“Once you start getting into craft cocktails, and that’s what you crave, it’s kind of like when you start getting into food: You want to start experimenting with them on your own. You want to start exploring and learning the history of different things. You become a little more adventurous.”
Early on, a few enterprising Tulsa bartenders took note of the resurgence of classic cocktails and the growth of craft cocktails that was exploding in places such as New York, Portland, San Diego and New Orleans and knew this was a trend that had legs.
Vintage 1740: A Wine Bar opened its doors in 2004 in Tulsa’s South Boston entertainment district. As the name suggests, the bar’s emphasis is on wine; regulars simply call it “the wine bar.” As the first dedicated wine bar in Tulsa, Vintage attracted an enthusiastic following from the beginning with its carefully curated, rotating selection of wines from around the world.
Vintage offered a full bar when it opened, but when current owner/operator Matt Sanders joined in 2006, he wanted to up the ante with a selection of historically accurate classic cocktails and modern takes on traditional favorites, believing that customers with a taste for fine wines would also enjoy cocktails with a similar approach to flavors and quality.
“One of the first things I did was get rid of all the artificially flavored spirits, and we started making our own flavorings,” says Sanders. “I wanted everything that we do to be about quality over quantity.”
In doing so, Vintage became a pioneer in reintroducing such ingredients as aperitifs, homemade syrups and bitters, fresh squeezed juices and fresh herbs to the Tulsa bar scene and bringing the craft cocktail craze to Oklahoma.
Vintage still focuses on wine, but the bar maintains a regular cocktail menu that draws heavily on the classics and is augmented throughout the year with seasonal cocktails and others dreamed up by the staff. Drinks that range from the simple, such as the Pimm’s Cup and the French 75, to the more labor intensive The Deuce – Grand Marnier, Cruzan 151, Doubleshot cold brew coffee, orange juice, honey and Regan’s orange bitters – and Next Wednesday, a concoction of Plymouth Gin, house-made falernum, lemon, lime, orange, simple syrup, hopped-grapefruit bitters and soda water.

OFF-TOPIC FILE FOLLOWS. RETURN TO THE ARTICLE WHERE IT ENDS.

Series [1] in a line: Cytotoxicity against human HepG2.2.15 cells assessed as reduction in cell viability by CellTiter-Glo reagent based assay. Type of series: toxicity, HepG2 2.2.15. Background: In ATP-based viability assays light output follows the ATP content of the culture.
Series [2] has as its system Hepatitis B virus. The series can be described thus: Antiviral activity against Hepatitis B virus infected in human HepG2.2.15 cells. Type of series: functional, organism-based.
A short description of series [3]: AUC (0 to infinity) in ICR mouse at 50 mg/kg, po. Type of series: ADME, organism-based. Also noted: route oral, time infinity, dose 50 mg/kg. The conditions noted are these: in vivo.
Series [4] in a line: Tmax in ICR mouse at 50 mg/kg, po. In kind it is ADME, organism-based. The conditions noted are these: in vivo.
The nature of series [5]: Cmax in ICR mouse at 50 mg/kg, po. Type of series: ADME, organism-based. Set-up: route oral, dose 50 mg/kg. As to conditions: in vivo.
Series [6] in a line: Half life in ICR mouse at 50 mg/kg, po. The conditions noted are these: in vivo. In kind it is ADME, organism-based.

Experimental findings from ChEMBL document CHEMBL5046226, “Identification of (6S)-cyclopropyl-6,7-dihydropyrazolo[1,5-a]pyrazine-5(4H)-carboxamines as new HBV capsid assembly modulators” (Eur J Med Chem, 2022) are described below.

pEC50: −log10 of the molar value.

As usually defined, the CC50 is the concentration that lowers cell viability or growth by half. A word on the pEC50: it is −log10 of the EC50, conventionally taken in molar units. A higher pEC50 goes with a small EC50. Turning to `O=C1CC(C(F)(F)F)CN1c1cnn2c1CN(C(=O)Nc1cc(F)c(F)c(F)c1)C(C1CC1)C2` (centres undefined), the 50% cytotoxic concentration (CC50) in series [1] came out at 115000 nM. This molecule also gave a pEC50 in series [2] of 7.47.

Sanders says one difference between Vintage and what other bars focused on craft cocktails are doing is an emphasis on creating their own drinks from scratch.
“We’ve done spins on classics and variations of things we’ve seen in bars in New York and elsewhere, but oftentimes it’s total creativity. (Bartender) Jon Paul (Pope) creates things all on his own,” he says.
Vintage helped pave the way for a range of Tulsa bars that threw out the soda guns along with the sweet and sour mix. One of the newest is Valkyrie, a swank yet cozy spot in the trendy Brady Arts District that opened in June 2012. Cocktails are the main event at Valkyrie, and the owners and staff have an almost fanatical devotion to the art of craft cocktails.
“We say we’re about playfully making serious drinks,” says Aaron Post, who is co-owner, along with Tony DeLesDernier. “We take the cocktails very seriously, but little else. There’s no pretention, except the inherent pretention of the drinks themselves.”
And they’re dead serious. Valkyrie staff makes as many ingredients in house as possible; they squeeze fresh juices daily, make their own syrups, cola and even tonic water – Post can give a dissertation on the flavors of cinchona bark and citrus that gives his tonic a flavor far superior to what you buy at the supermarket.
Although they’re not the only player in the craft cocktail game, Post believes they stand heads and tails above the rest through sheer dedication.
“We take an all-encompassing approach to cocktails,” he says. Noting that the bar has a current repertoire of around 250 drinks, and every member of the staff is trained to make them all in exactly the same way.
Valkyrie spotlights 14 cocktails on its menu each week, along with 14 beers and 10 wines, but you can order anything from the repertoire. Just not a vodka Red Bull.